Fortress of the Witch
Fortress of the Witch is often called RiverChess and is a game that draws on a number of ideas from several games based on Western Chess and Chinese Chess. Fortress of the Witch is the Tie-break game for The Middle Trilogy (see Games by Groupings) but can also be played as a stand-alone game. Â© Copyright G. Nicholls 2015 The Players and Sides: The Chief Woodsman who plays: The Inhabitants of The Woodland Kingdom (Northern Area) And The Woodsman of the Witch who plays: The Inhabitants of the Witch (Southern Area) Timed by TigerClocks The Settings: The Ancient Woodland region of The Great Forest, which surrounds: The Woodland Kingdom, which consists of: â€¢ The Northern Area â€¢ The Southern Area â€¢ Woodland River, which separates the two Areas and has many bridges Within the Northern Area is Woodland City Within the Southern Area is the Fortress of the Witch The Board & Inhabitants: The board consists of nine ranks and seven files with a River of one rank across the middle and a City coloured green and a Fortress coloured darkly â€“ both cover 3 x 3 squares in each Area. The board is somewhat based on the Chinese Chess board and called the â€œWoodland Kingdomâ€ board, though squares and not intersections are used. The board with initial deployment and names of the Inhabitants (pieces) is as shown and is called The Dragon Formation: Notes: â€¢ Squares are called positions. River Positions can also be called Bridges. â€¢ The algebraic notation of the board is: files are designated A to G (West to East) and ranks are designated 1 to 9 (South to North). â€¢ The Inhabitants are distinguished by prefixing them with â€œWoodlandâ€ for the Northern Area or by suffixing them with â€œof the Witchâ€ for the Southern Area - for example a Woodland Lancer or a Pikeman of the Witch except the Count and the Dark Witch are named specifically as such as are Knighted Pikemen and Pike Commanders. â€¢ The Woodland Kingdom is situated on a tributary river of that of the River Territories of Wing. Overview and Object: The time is shortly after Wing (If) As the Battles of The Middle Trilogy, which had lasted perhaps a thousand or more years, were approaching their inconclusive end in the River Territories (see Wing), a young King and his Queen were crowned in the not too distant Woodland Kingdom upriver. The Battles and Struggles of The Middle Trilogy were widely dispersed and had numerous and disparate causes, some of which were resolved long ago, but those that remained seemed to come to a head in the dispute over the river running through the middle of the River Territories. This river is part of the longest and largest river in New-Earth and though it and its many tributaries have a number of names in the various areas it passes through it is known overall as The Great River and it finally runs into the eastern side of Trafalgar Ocean (see Dragon - though this is not shown on the board). The river is thought by many to have great healing and other beneficial qualities and the richest concentration of these qualities is in the tributary that runs through the Woodland Kingdom. Thus it was that as the Battle in the River Territories finished, attention began to be switched to further upriver; and secretly to the Woodland Kingdom came a renegade and Dark Witch from the River Territories who had discovered the great concentration of beneficial qualities in its river. At the far south of the Woodland Kingdom was a large and ancient Fortress (which was similar in appearance to a huge Castle) dating back to well before The Great Change (see Chronology in Games by Groupings). This uninhabited Fortress was dark and forbidding and generally avoided by those of the Woodland Kingdom due largely to the frightening legends of its distant past about a Noble simply called The Count. It was to this Fortress that the Dark Witch came and made of it her base of operations. It was not long before the Witch was regularly bathing in the river and then a distinguished looking man of middle years (the Witch herself was of Middle years) had joined her. Had anyone at that time taken much notice of them they would have soon been aware that they were looking younger and fitter almost by the day and soon both (through enchantments) were gaining great influence amongst some of the Kingdomâ€™s inhabitants. Whilst all this was happening it seemed the opposite was happening to others of the Kingdom, in particular the Queen and to some extent the King. The Queenâ€™s health and fitness seemed to be declining, despite wearing the Northern Light (see note later), and there was a reduction in the Kingâ€™s heretofore exceptional physical strength. This was a great mystery to the healers of the Kingdom, who were considered amongst the most knowledgeable in their field, for both were young with no previous problems and like all those of the Kingdom were benefited by the health giving qualities of the river. But the Count (as the Witchâ€™s companion had now declared himself) and the Witch knew exactly what the cause of the Queenâ€™s problems were, for their (mis)use of the river had a rebounding and negative effect on the Queen and others. Both the Witch and the Count also knew full well that to maintain their well-being required continuous use of the river and that sooner or later they would have to forcibly usurp the rule of the Kingdom. To this end the Witch and the Count put much effort into (enchantments) winning over as many of the Inhabitants as possible. These activities of the Count and Witch could not be hidden for very long though and so it was that the King, Queen and their advisers turned their attention towards them and issued a Royal summons requiring them to explain their activities; but the Count and the Witch realised that they would certainly be arrested and tried for serious crimes and so gathered their supporters and prepared for the Struggle(s) that would finally bring The Middle Trilogy to an end.... The object of each player is to Lock-up (Checkmate) the opposing Woodland Queen or Dark Witch and this wins the Struggle(s). A Note on the River: None of the Inhabitants (Pieces) can directly cross the (Woodland) River from one of the two Areas into the other Area either by way of moving or capturing â€“ the Inhabitants must first move to or capture on a position (bridge) on the River with their usual move or capturing move. The effect of this rule (called the rule on crossing the River) on each type of Inhabitant is identical to that explained in Wing and RiverQi. The Inhabitants that the rule applies to are noted later. Moves & capturing powers of the Inhabitants: The moves and capturing powers of most of the Inhabitants have been described under other games and so where this is the case the appropriate game is referred to though there is mostly a brief description here also. The following applies to what is called the â€œLevel variationâ€ of the game. The Woodland King and The Count are identical in powers to those of the Viscounts as described in Touchstone (see Springboard) - these powers are those combined of a Western Chess Bishop and a Western Chess non-royal King. The rule on crossing the River means that the King and the Count must move and capture as follows: 1. If either are situated on a position in either of the Areas then he can only move to or capture on a position within that same Area or the River, i.e. he cannot move to or capture on a position in the other Area. 2. If either are situated on a position on the River then he can move to or capture on a position in either Area or on the River itself, i.e. the whole board. Whilst he stays situated on the River then, the possibilities of moving or capturing are not restricted. The Woodland Queen and The Dark Witch are mostly similar to the Generals in Chinese Chess except that they can move to or capture on any adjacent position within Woodland City or the Fortress of the Witch. They are confined to their City or Fortress (no other piece is) and cannot move or capture outside of these. The Queen and the Witch may face each other along an otherwise unoccupied file - the two Generals may not in Chinese Chess. The Queen wears the Northern Light around her neck (explained later). The rule on crossing the River has no direct effect on the Queen or the Witch. Lancers are identical to the Kingâ€™s Lancers of TigerChess, and their moving and capturing powers are described in this game - they can move or capture one or two squares vertically or horizontally and they can jump. The rule on crossing the River has an effect on a Lancer: 1. If a Lancer is situated on a position in either of the Areas then he can only move to or capture on a position within that same Area or the River, i.e. he cannot move to or capture on a position in the other Area. 2. If a Lancer is situated on a position on the River then he can move to or capture on a position in either Area or on the River itself, i.e. the whole board. Whilst a Lancer stays situated on the River then, the possibilities of moving or capturing are not restricted. A Siege Engine is identical to a Chariot in Chinese Chess and a Rook in Western Chess. How it moves and captures is described in a number of games e.g. Wing. The rule on crossing the River means that a Siege Engine must move and capture as follows: 1. If a Siege Engine is situated on a position in either of the Areas then it can only move to or capture on a position within that same Area or the River, i.e. it cannot move to or capture on a position in the other Area. 2. If a Siege Engine is situated on a position on the River then it can move to or capture on a position in either Area or on the River itself, i.e. the whole board. Whilst a Siege Engine stays situated on the River then, the possibilities of moving or capturing are not restricted. A Cannon is identical to a Cannon in Chinese Chess. How it moves and captures is described in Wing. The rule on crossing the River also applies to the Cannon and is somewhat repeated as follows: 1. If a Cannon is situated on a position in either of the Areas then it can only move to or capture on a position within that same Area or the River, i.e. it cannot move to or capture on a position in the other Area. 2. If a Cannon is situated on a position on the River then it can move to or capture on a position in either Area or on the River itself, i.e. the whole board. Whilst a Cannon stays situated on the River then, the possibilities of moving or capturing are not restricted. If capturing, it makes no difference to the rules of capturing whether the screen is situated on the River or in an Area. A Hawker is described in Wing but is repeated here. A Hawker differs in â€œpromotionâ€ from his counterpart, a Soldier, in Chinese Chess. He moves to and captures on one position vertically forwards, as does a Soldier, until he has reached the opposing Area on his sixth rank when the following takes place: â€¢ Each Hawker carries with him a Hawk which is a trained hunting bird and will attack opposing Inhabitants situated in the opposing Area. â€¢ The King/Queen and the Count/Witch have instructed all their Hawkers to release their Hawks upon reaching the opposing Area and so this happens automatically. â€¢ The Hawker releases his Hawk and retires from the battle and his Hawk is left by himself on the position that the Hawker was on. â€¢ The released Hawk can exercise his moving and capturing powers commencing on the next move. Notes: If a Hawker is captured before releasing his Hawk, the Hawk is also captured. A Hawkâ€™s moving and capturing powers cannot be used before he is released. The rule on crossing the River has no direct effect on a Hawker. A Hawk differs much from his counterpart, a promoted Soldier, in Chinese Chess. A Hawk is confined to the opposing Area, which is where he is released, and he cannot move or capture outside of this Area. A Hawk can move along any path that is vertically forward, vertically backward or horizontal and land upon any unoccupied position along one of these paths regardless of any intervening Inhabitants â€“ this moving ability is called flying. When capturing, however, a Hawk can only capture on one adjacent position that is vertically forward, vertically backward or horizontal i.e. a maximum of four possible positions. The rule on crossing the River has no direct effect on a Hawk. A Pikeman is identical to a Pikeman as described in TigerChess or a Pawn of Western Chess except for promotion occurrences. He still has the usual optional two position initial move and the en passant rule applies (where a promoted Pikeman may capture but does not have to with this move). Upon crossing the River and reaching his sixth rank he is automatically promoted to and called a promoted Pikeman. The rule on crossing the River has no direct effect on a Pikeman. A promoted Pikeman can move to or capture on any of the three forward positions to him i.e. one position vertically forwards or either of the two diagonal positions forward by one position (hence the slight difference in the en passant rule). The rule on crossing the River has no direct effect on a promoted Pikeman. A Knighted Pikeman and Pike Commander: Upon reaching his end (ninth) rank a promoted Woodland Pikeman is automatically Knighted whereupon he has identical powers to an Earl as described in Touchstone (see Springboard) - these powers are those combined of a Western Chess Knight and a non-royal Western Chess King. He may not stay as a promoted Pikeman. The same occurrence with same powers applies to a promoted Pikeman of the Witch but he is called a Pike Commander. The rule on crossing the River applies: 1. If a Knighted Pikeman/Pike Commander is situated on a position in either of the Areas then he can only move to or capture on a position within that same Area or the River, i.e. he cannot move to or capture on a position in the other Area. 2. If a Knighted Pikeman/Pike Commander is situated on a position on the River then he can move to or capture on a position in either Area or on the River itself, i.e. the whole board. Whilst a Knighted Pikeman/Pike Commander stays situated on the River then, the possibilities of moving or capturing are not restricted. General rules & notes: The game is played mostly with generally accepted rules and best practice of Western Chess; the following apply: 1. Points are three for a win and one for a draw when played as a stand-alone game. 2. The Woodsman of the Witch moves first and then each side moves alternately. 3. Retired Hawkers are removed from the board and placed with captured opposing Inhabitants whom they guard. 4. The usual colours are pastel green and other Woodland colours for the Northern Area Inhabitants and dark red and brown and similar for the Southern Area Inhabitants. All Inhabitants (pieces) are, as with all Tigerâ€™s-Eye board games, three dimensional and are not disc form. 5. The â€œchasing rulesâ€ of Chinese Chess do not apply. 6. Draws are based on the rules for Western Chess and include Stalemate and Threefold repetition of moves/position. 7. Perpetual check is allowed. 8. Players should state â€œcheckâ€ if the opposing Woodland Queen or Dark Witch is in Check, though this is not compulsory. 9. Boards should be much larger than usual Chess boards and can have suitably picturesque effects. 10. The Conversion from Stalemate to Checkmate rule does not apply to this game. 11. Pieces are realistic looking. 12. Clocks are TigerClocks â€“ Double countdown and would typically have such times as that for games such as TigerSquares. 13. In the Level variation Woodland City and the Fortress only affect the movement of the Queen and Witch as described and not any other piece. 14. When played as a Tie-break game for the Middle Trilogy, who has which side is decided by the roll of a standard dice or coin. 15. When played as the Tie-break game for The Middle Trilogy then the Points scored above are Nominal Points for the individual game, but a win scores the winning side the usual three Game Points as a Win Bonus. If, however, the game is a draw then the â€œHigh variationâ€ must be played â€“ this variation only scores Nominal Points as a stand-alone game. The differences of this variation to the Level variation are as follows: a). The players have the same sides as they played in the Level variation but the Chief Woodsman moves first. b). The Count is called the High Count and his powers are those of a Duke as described in Touchstone (see Springboard) - these powers are those combined of a Western Chess Rook and a non-royal Western Chess King. The Kingâ€™s powers are unchanged as described in the Level variation. The rule on crossing the river is the same for the High Count and all others as before. c). No opposing piece may enter and land on a position inside the Fortress of the Witch except the Woodland Queen. This does not impair the actions from outside the Fortress by any Woodland pieces of a Check or Checkmate to the Witch â€“ this ability is empowered by and can be enforced by The Northern Light. The Fortress does not act as a block on pieces moving or capturing across or over it but only on opposing pieces from alighting on (inside) it and the Cannonâ€™s screen may be inside the Fortress. The Fortress can be described as Shielded or called the Shielded Fortress or the Dark Fortress. d). The Woodland Queen is called the (free) Woodland Queen and she is not confined to her City or to any part of the Kingdom (board) and she can move to or capture on any adjacent position â€“ this ability is also empowered by The Northern Light. The rule on crossing the river still has no direct effect on the Queen. The Witch is still confined to her Fortress as described in the Level variation. e). The Queen can attack the Witch but the Witch cannot attack the Queen â€“ this ability is also empowered by The Northern light. As can be seen it is possible for the Queen to Checkmate the Witch on her own. The Queen is still otherwise vulnerable to Check or Checkmate as usual. f). Scores for the individual game are 4-0 Nominal Points for a win by the Chief Woodsman and 2-0 Nominal Points for a win by the Woodsman of the Witch. A draw is classed as a lesser but sufficient win for the Chief Woodsman and the score is 2-0 Nominal Points to the Chief Woodsman. The Win Bonus Game Points awarded are four or two in accordance with the Nominal Points awarded. g). Clock settings are the same as for the Level variation. 16. Abbreviations if required are: â€¢ The Woodland King - WKG â€¢ The High Count - HIC â€¢ The (free) Woodland Queen - FWQ â€¢ The Count - TCT â€¢ The Woodland Queen - TWQ â€¢ The Dark Witch- TDW â€¢ A Knighted Pikeman - KNP â€¢ A Pike Commander - CMR â€¢ A promoted Woodland Pikeman - PWP â€¢ A promoted Pikeman of the Witch - PPW â€¢ A Woodland Pikeman - WPN â€¢ A Pikeman of the Witch - PWH â€¢ A Woodland Lancer - WLR â€¢ A Lancer of the Witch - LWH â€¢ A Woodland Siege Engine - WSE â€¢ A Siege Engine of the Witch - SEW â€¢ A Woodland Cannon - WCN â€¢ A Cannon of the Witch - CWH â€¢ A Woodland Hawker - WHR â€¢ A Hawker of the Witch - HKW â€¢ A Woodland Hawk - WHK â€¢ A Hawk of the Witch - HWH â€¢ The Northern Light - NORTH 17. The future daughter of the Woodland King and Queen is the Woodland Princess of Dragon. Scores table: The table below is shown to clarify the scoring possibilities: A Note on the Northern Light: At the commencement of the Struggle(s) the Queen has mostly recovered from the ill effects of the misuse of Woodland River and the King has recovered a good deal of his strength â€“ both are improving. The Queen wears around her neck the Diamond Earthstone known as the Northern Light (also see Dragon and The Jewel Series) which was given to her by the King after his crowning. This Stone has great protective powers against physical attack and other harm, but against the combined and dark powers of the Count and Witch it must be partially realigned and so in the Level variation its powers are used to hold back the full powers of the Count. In the High variation the Witch has used her remaining powers to add Shielding to her Fortress and so the Queen has used the powers of the Northern Light to partially counter this but cannot also hold back the Countâ€™s full powers. A Note on Sides: If a games(s) of Dragon and/or Stones of Fortune are played in a connected way to Fortress of the Witch, e.g. during a match (see Games by Groupings), then the Players (Individuals or members of a Team) must play the same North/South Sides throughout all the Games and so for example the Forest OverLord of Dragon would be the same Player or Team as the Chief Woodsman as would be the Light Stone Master of Stones of Fortune (see Chess from Draughts etc.). This rule does not of course apply to Leopard Princess (see Chess from Draughts etc.).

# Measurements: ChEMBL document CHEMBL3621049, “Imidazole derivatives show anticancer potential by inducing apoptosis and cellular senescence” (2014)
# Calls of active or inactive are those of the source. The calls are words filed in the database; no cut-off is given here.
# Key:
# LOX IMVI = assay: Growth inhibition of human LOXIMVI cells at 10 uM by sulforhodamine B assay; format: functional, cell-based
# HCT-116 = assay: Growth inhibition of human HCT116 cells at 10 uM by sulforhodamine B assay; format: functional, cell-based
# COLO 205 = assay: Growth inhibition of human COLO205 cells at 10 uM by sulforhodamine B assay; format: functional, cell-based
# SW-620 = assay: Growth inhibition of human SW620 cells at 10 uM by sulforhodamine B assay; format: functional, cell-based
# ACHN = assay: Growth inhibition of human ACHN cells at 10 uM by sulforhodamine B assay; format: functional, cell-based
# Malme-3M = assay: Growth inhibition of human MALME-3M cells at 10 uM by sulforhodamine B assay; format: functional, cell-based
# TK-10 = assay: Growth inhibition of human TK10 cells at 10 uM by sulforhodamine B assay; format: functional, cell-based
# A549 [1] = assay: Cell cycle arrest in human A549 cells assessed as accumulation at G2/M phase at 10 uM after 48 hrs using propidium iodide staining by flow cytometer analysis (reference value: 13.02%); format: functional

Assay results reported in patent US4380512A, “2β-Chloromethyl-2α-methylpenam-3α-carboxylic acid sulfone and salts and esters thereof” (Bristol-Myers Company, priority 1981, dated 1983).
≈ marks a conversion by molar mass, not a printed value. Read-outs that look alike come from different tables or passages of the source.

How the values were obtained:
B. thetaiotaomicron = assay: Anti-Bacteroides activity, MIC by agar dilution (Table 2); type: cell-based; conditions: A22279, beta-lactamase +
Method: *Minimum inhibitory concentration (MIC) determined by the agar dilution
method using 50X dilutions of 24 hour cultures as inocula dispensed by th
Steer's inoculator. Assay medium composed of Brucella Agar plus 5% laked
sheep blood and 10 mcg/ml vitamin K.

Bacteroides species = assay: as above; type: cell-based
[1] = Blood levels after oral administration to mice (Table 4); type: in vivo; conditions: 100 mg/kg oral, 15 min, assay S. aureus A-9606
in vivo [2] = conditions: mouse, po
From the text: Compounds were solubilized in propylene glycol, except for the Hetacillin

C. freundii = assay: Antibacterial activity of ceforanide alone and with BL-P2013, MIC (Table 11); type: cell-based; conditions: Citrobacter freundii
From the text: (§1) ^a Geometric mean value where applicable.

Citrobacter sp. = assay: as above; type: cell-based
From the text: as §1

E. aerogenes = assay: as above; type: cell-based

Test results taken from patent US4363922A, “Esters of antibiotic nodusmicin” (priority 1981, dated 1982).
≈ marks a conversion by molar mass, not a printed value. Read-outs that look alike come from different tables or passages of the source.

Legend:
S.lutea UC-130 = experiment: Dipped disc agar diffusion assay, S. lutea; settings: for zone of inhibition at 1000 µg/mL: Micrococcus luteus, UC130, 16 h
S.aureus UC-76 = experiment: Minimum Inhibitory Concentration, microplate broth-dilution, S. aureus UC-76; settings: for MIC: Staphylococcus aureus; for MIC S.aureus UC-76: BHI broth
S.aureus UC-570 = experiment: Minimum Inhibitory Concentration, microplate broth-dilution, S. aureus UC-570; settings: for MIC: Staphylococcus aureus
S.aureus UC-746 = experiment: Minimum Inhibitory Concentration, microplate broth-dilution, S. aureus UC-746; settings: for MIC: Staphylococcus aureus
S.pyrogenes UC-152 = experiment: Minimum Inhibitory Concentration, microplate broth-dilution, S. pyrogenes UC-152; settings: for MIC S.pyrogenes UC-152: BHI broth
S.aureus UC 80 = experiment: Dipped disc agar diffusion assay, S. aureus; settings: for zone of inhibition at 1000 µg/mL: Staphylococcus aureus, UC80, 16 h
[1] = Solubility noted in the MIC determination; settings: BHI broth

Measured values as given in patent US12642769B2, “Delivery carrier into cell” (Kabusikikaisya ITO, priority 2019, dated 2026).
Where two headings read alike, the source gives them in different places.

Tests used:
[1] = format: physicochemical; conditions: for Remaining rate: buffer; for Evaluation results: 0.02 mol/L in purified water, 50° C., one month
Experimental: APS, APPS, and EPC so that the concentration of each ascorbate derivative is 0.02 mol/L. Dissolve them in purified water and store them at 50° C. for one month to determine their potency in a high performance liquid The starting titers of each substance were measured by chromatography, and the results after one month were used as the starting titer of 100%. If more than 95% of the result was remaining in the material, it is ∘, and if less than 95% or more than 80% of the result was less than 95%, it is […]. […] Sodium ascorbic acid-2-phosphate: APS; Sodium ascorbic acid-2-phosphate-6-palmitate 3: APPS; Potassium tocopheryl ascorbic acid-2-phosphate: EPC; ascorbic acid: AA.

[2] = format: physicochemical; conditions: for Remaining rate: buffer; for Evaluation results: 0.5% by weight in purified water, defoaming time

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By Glenn Nicholls.
Web page created: 2015-07-06. Web page last updated: 2015-07-06